All’s well that ends well for Phil Mickelson. In his fourth career PGA Tour Champions start, the 51-year-old Hall of Famer won for the third time, taking the inaugural Constellation Furyk & Friends title by two shots over Miguel Angel Jimenez after shooting a closing four-under 68 at Timuquana Country Club in Jacksonville, Fla.
And yet, win No. 3 on the 50-and-older circuit was no doubt more nerve-wracking than Lefty expected. Despite birdieing his first three holes on Sunday to grow his overnight two-shot advantage to three, a lost ball off the tee on the par-4 fifth hole resulted in a double-bogey 6 and foreshadowed a harrowing few hours to come.
Indeed, Mickelson’s penchant for making things “exciting” with his driver resulted in an interesting afternoon as he scrambled to find fairways (he hit just five on the day), save pars and fend off Jimenez.
A birdie on the 12th hole gave Mickelson a two-shot edge once more, but Jimenez countered with birdies on 13 and 14 to square things up. Mickelson then made his next move with a tap-in birdie on the par-5 15th hole (after just missing a 12-foot eagle putt) to regain the lead, and after Jimenez narrowly missed a 50-foot birdie roll on the 18th hole, Mickelson knocked in a 10-footer to close things out.
“It was a hard-fought battle,” said Mickelson, who joined Raymond Floyd (1992), Craig Stadler (2003) and Fred Funk (2007) as the only players to win on the PGA Tour and Champions Tour in the same calendar year. “I really enjoyed it. I’m enjoying playing out here. I need to work on a few things, like that silly mistake on 5. But I’m having fun doing it.”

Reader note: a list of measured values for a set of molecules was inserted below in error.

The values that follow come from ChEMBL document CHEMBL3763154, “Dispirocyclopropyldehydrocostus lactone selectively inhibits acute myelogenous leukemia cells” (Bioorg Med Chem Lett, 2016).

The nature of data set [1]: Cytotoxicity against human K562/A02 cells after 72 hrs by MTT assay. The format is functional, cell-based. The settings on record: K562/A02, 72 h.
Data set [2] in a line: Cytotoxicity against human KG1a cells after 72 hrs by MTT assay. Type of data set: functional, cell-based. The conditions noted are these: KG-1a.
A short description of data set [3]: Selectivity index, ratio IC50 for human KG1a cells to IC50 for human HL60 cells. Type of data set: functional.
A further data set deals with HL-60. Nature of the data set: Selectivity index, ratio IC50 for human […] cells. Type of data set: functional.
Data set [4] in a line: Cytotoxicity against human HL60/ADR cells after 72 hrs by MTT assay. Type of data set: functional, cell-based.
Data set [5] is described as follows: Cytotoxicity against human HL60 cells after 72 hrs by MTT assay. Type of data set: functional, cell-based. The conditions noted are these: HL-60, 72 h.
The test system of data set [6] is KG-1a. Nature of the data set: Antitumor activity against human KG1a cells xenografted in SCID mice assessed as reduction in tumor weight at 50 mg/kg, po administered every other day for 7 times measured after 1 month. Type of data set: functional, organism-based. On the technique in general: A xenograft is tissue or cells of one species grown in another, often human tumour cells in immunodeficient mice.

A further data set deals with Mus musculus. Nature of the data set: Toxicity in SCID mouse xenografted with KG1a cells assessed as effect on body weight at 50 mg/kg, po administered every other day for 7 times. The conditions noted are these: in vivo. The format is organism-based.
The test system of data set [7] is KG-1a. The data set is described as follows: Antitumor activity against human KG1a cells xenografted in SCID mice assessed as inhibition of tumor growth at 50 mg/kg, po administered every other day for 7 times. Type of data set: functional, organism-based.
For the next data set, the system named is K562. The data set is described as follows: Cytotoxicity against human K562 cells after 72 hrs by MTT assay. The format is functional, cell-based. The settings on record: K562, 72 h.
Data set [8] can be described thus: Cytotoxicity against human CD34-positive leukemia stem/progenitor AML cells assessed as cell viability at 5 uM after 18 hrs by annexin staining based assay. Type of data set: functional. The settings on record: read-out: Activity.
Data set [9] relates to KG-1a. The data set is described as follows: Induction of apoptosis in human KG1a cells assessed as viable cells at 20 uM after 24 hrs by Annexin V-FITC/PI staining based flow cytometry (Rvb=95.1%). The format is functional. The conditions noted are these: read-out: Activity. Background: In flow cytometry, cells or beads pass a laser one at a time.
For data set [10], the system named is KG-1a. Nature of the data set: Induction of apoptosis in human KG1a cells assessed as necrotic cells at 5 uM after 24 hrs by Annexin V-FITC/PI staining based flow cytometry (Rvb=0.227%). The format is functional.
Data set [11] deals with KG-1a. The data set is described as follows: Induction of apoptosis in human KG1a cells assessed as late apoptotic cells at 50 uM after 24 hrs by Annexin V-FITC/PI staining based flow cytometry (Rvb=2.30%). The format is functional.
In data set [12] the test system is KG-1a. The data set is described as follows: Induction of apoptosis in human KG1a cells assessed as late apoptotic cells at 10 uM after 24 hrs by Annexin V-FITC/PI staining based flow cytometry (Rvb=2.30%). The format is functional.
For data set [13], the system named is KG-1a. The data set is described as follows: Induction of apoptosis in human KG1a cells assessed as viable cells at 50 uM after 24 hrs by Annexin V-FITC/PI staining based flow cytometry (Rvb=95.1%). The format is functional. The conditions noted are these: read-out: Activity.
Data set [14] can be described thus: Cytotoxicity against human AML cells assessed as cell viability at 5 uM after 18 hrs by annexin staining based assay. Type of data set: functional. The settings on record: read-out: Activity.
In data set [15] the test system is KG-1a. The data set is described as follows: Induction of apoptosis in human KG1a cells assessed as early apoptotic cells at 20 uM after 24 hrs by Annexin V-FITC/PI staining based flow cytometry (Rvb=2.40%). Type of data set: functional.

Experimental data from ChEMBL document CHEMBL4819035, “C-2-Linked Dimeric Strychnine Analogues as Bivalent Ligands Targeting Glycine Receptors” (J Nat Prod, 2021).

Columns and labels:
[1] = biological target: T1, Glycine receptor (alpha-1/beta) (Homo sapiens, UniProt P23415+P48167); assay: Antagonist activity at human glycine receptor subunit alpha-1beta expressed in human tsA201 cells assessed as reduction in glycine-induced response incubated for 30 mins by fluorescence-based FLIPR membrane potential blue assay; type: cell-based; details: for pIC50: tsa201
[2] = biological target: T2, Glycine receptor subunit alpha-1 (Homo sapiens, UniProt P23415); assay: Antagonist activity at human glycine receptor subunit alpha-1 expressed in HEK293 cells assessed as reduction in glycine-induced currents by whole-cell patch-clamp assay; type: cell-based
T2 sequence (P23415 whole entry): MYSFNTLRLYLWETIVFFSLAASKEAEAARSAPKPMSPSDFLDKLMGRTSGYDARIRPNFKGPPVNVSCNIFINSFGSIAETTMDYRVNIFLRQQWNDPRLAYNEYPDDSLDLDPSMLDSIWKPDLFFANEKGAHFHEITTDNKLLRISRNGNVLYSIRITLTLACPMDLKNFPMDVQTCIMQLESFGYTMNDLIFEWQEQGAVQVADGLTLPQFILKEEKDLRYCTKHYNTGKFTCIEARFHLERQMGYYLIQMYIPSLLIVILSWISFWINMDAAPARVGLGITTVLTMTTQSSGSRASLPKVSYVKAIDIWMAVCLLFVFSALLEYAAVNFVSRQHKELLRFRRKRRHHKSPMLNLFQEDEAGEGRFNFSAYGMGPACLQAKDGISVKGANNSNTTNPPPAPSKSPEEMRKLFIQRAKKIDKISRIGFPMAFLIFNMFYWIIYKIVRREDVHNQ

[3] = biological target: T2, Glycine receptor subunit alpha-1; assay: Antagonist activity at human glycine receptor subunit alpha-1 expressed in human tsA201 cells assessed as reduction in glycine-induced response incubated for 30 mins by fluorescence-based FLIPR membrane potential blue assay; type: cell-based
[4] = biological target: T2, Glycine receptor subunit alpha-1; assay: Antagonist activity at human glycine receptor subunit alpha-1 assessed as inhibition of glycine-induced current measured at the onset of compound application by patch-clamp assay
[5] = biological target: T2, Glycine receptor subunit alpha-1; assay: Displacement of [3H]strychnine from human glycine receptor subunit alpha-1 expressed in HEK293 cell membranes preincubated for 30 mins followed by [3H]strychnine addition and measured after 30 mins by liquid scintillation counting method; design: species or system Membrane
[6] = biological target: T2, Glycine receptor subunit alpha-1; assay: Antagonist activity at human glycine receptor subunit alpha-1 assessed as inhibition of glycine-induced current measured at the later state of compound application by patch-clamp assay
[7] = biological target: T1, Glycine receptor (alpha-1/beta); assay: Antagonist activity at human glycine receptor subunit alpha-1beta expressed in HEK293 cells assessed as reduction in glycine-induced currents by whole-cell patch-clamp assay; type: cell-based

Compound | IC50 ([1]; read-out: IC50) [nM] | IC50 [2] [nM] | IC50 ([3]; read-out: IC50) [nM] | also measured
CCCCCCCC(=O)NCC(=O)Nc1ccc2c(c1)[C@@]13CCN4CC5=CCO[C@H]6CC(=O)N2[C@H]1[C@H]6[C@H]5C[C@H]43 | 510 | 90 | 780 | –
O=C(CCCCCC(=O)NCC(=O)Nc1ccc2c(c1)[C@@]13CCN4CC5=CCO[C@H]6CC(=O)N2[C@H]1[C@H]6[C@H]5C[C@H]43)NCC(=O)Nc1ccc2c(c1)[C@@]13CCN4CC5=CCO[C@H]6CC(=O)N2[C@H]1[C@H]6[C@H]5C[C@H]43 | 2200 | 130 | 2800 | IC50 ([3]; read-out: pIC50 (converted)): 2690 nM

The “entertainment” also included a wayward drive into the left pine straw on the par-4 16th hole. Mickelson proceeded to move away pine cones and twigs from around his ball. Moments later, standing beside his ball, it moved. Mickelson called in a rules official and after they conferred it was determined Phil did not cause the ball to move. He punched out his second shot in front of the green, then chipped his third to 18 inches before making the par putt.
Naturally, a third win in four PGA Tour Champions starts (the last two accomplish that was Fred Couples in 2010) begs the question why doesn’t Mickelson play the tour more often, particularly if he says he’s “enjoying playing out here.” The answer is that he still feels like he can compete on the PGA Tour, as witnessed by his victory at the PGA Championship in May.
Mickelson has held the outright lead or a share of the lead after seven of his 12 rounds playing the PGA Tour Champions.
When Mickelson does play with the seniors, he has proven exceptionally hard to beat. His length certainly helps; despite ranking 81st in driving accuracy this week (21 of 42 fairways), he finished first in distance (301.8 yards). In 12 career rounds now, Mickelson has held the lead at the end of the day seven times. He’s stroke average is 67.16, with all but one round under par.